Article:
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(Mark Blinch For The Globe and Mail)
(Mark Blinch For The Globe and Mail)

FINANCIAL FACELIFT

Newlyweds seek an all-weather retirement plan Add to ...

As they embark on their life together, Fred and Signy face the same challenges that younger folks might – mainly, how to amalgamate their incomes, assets and liabilities.

Where Fred and Signy differ from most newlyweds is their pressing need to plan for their approaching retirement. She is 61 and self-employed, he is 63 and works for the government. It is the second marriage for both of them.

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Each comes to the partnership with a property of their own that they rent out. Recently, they bought a family home in the Vancouver area that they renovated at considerable cost.

This, together with wedding costs, ate into their cash flow. Now that they have money to spare again, they want some guidance.

Fred’s job comes with a defined benefit pension plan that will pay him $48,000 a year, indexed to inflation, when he retires. Signy has no pension plan.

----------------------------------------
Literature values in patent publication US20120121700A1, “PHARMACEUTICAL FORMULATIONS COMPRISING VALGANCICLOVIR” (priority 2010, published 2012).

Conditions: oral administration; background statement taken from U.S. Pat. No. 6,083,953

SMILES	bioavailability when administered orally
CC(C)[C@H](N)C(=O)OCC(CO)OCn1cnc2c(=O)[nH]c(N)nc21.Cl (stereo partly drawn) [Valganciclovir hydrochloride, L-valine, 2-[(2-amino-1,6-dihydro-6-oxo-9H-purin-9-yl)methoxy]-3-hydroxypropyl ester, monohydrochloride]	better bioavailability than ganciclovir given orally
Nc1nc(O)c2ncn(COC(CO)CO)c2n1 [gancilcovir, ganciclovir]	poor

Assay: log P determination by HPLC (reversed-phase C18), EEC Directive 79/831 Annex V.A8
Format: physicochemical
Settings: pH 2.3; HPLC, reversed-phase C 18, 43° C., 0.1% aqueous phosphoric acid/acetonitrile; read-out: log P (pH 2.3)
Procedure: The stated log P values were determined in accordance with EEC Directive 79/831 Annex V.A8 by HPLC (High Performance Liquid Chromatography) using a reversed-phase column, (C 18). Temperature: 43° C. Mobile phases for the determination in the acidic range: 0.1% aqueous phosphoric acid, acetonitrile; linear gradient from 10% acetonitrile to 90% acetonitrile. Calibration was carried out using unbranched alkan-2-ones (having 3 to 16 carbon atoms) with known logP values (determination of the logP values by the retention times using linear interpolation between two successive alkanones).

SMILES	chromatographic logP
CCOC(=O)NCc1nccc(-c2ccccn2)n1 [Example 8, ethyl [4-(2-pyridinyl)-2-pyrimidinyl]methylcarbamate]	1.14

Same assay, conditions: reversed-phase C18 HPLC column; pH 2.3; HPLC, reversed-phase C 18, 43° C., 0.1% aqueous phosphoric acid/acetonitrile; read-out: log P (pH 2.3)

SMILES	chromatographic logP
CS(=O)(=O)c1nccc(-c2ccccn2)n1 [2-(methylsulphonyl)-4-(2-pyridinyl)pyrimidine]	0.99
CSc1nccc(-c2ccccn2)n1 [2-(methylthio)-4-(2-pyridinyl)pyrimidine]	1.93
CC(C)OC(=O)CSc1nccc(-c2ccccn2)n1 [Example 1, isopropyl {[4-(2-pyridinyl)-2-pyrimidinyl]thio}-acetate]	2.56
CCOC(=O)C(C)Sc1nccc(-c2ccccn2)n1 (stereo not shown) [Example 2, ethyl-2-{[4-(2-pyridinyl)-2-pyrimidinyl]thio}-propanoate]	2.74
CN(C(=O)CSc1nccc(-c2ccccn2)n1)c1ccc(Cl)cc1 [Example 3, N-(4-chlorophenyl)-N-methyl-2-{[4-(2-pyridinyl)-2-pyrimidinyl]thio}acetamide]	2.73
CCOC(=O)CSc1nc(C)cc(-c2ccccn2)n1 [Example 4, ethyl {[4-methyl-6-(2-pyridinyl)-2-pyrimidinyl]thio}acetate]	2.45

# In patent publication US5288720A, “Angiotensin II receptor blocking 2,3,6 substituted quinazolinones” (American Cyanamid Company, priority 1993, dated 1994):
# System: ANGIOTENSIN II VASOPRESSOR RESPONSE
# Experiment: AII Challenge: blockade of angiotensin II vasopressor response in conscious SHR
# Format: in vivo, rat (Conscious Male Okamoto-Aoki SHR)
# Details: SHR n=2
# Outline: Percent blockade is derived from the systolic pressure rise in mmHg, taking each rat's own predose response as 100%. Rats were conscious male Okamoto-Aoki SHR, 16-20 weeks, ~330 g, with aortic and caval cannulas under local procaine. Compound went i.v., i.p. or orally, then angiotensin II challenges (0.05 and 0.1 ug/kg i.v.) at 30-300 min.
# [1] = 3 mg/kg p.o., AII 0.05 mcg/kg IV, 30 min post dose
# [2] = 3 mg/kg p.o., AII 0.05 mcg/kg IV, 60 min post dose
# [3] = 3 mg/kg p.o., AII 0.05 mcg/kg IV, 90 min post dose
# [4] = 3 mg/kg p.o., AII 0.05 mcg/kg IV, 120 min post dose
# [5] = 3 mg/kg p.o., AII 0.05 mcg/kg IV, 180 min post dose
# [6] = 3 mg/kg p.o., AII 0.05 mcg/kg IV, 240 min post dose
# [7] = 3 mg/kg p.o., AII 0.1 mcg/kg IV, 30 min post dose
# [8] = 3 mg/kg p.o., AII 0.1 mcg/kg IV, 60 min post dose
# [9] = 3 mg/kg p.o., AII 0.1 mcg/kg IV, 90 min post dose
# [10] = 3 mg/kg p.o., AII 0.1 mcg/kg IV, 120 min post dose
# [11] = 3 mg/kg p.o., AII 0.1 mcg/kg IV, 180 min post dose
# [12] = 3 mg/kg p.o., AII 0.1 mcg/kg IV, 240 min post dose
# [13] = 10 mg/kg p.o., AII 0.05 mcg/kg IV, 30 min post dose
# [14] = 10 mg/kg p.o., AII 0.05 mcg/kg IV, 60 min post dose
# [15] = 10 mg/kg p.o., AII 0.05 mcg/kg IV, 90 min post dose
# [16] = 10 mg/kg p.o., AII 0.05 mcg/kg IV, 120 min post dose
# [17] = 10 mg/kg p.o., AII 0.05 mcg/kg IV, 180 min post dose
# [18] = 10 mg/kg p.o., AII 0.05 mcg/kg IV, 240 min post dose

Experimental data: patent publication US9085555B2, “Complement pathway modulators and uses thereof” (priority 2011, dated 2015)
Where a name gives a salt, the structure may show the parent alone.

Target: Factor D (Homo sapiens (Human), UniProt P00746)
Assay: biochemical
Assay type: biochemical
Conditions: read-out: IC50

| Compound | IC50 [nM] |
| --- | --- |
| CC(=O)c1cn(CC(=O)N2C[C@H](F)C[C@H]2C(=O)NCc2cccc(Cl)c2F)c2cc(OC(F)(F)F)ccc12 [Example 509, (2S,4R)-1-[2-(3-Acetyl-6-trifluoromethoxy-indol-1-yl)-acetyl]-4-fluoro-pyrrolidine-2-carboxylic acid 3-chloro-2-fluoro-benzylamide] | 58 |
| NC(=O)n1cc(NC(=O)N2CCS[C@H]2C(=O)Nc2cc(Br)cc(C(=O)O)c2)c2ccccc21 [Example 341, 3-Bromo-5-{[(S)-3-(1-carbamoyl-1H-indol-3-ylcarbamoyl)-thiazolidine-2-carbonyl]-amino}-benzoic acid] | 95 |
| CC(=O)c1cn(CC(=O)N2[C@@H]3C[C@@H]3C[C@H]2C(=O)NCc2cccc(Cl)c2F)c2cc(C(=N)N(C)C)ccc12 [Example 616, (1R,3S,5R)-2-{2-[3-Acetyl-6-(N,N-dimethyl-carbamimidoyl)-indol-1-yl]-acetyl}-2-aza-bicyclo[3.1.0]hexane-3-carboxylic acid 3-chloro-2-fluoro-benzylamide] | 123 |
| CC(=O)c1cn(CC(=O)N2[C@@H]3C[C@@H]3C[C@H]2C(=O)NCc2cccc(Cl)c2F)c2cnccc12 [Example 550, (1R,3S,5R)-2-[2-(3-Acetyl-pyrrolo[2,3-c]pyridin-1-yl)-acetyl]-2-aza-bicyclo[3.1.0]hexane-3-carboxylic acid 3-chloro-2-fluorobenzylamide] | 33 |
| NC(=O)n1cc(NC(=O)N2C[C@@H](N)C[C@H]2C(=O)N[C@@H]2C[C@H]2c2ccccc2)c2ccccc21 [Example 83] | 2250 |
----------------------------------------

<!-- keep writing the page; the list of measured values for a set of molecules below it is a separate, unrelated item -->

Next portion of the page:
“We are concerned about how to manage our assets and income to the maximum benefit for our future,” Signy writes in an e-mail. Longer term, their goal is to “prepare for a lengthy retirement with their current style of living.” Their spending goal: $120,000 a year after tax.

We asked Matthew Ardrey and Warren Baldwin of T.E. Wealth in Toronto, a fee-only financial planning firm, to look at Signy and Fred’s situation. Mr. Baldwin is regional vice-president, Mr. Ardrey, manager of financial planning.

What the experts say

Fred and Signy are in an enviable position, the planners say. He has a defined benefit pension plan, while she is self-employed, entitling her to tax-deductible expenses “over and above what an employee can enjoy.”

They each have investment properties, although hers has a mortgage of about 25 per cent of the value.

Still, there are risks to their plans – as well as opportunities for arranging their affairs in a more tax-effective way, Mr. Ardrey and Mr. Baldwin point out.

Their forecast assumes Fred retires in 2022, the year he turns 72, and Signy stops working in 2017, when she turns 65. It also assumes they earn an average of 5 per cent a year on their investments and the cost of living rises by an average of 2 per cent a year. Soon after Fred retires, they receive an inheritance of $400,000.

The planners further assume Fred will sell his rental property when he retires for $528,265 net of expenses.

Signy holds on to hers and is debt-free in about 11 years. This will increase her net rental income to $76,400 a year, from $26,000, the planners say.

With further contributions to savings and growth of 5 per cent a year, Fred’s RRSPs will have grown to $741,535 and his tax-free savings account to $92,082 by the time he retires.

With no further contributions, Fred’s non-registered portfolio will have grown to $292,234 by then, while Signy’s RRSP will be $54,296.